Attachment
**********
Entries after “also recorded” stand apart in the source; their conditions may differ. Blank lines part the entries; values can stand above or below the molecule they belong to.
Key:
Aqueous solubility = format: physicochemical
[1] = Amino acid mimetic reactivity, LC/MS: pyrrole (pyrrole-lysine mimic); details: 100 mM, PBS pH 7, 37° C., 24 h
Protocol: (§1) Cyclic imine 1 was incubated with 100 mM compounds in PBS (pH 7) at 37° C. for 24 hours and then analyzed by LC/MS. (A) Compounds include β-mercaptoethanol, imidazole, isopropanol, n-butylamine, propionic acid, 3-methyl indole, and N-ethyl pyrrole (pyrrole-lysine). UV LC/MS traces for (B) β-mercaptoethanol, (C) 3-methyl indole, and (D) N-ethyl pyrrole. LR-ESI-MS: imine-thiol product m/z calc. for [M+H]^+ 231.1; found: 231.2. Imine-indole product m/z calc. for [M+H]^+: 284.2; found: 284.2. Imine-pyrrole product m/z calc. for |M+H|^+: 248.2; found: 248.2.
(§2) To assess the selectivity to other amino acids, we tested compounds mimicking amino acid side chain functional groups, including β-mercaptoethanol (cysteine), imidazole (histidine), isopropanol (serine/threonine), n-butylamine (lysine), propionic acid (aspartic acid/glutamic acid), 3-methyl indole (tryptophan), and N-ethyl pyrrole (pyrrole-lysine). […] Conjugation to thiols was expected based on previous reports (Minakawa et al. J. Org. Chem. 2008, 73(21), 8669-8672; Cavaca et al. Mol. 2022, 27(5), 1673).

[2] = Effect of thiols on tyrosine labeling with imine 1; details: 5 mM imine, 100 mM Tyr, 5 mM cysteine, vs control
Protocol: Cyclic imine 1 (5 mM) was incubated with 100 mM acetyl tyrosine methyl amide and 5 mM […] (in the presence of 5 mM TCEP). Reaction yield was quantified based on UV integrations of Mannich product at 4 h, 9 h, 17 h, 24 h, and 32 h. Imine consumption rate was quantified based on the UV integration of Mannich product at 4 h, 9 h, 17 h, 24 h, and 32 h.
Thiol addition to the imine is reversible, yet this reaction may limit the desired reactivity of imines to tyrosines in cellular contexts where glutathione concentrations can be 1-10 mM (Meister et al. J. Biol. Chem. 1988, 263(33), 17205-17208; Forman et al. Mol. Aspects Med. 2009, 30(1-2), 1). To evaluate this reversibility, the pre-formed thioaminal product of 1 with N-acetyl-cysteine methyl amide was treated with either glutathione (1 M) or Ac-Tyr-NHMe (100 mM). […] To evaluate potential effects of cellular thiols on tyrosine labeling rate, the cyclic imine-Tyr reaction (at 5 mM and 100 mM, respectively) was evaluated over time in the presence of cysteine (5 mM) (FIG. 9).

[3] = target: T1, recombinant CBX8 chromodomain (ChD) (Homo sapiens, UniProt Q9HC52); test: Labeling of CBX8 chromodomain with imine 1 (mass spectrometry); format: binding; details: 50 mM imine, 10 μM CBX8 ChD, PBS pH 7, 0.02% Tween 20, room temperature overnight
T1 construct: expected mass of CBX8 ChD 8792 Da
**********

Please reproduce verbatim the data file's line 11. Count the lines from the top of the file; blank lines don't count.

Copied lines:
T1 construct: expected mass of CBX8 ChD 8792 Da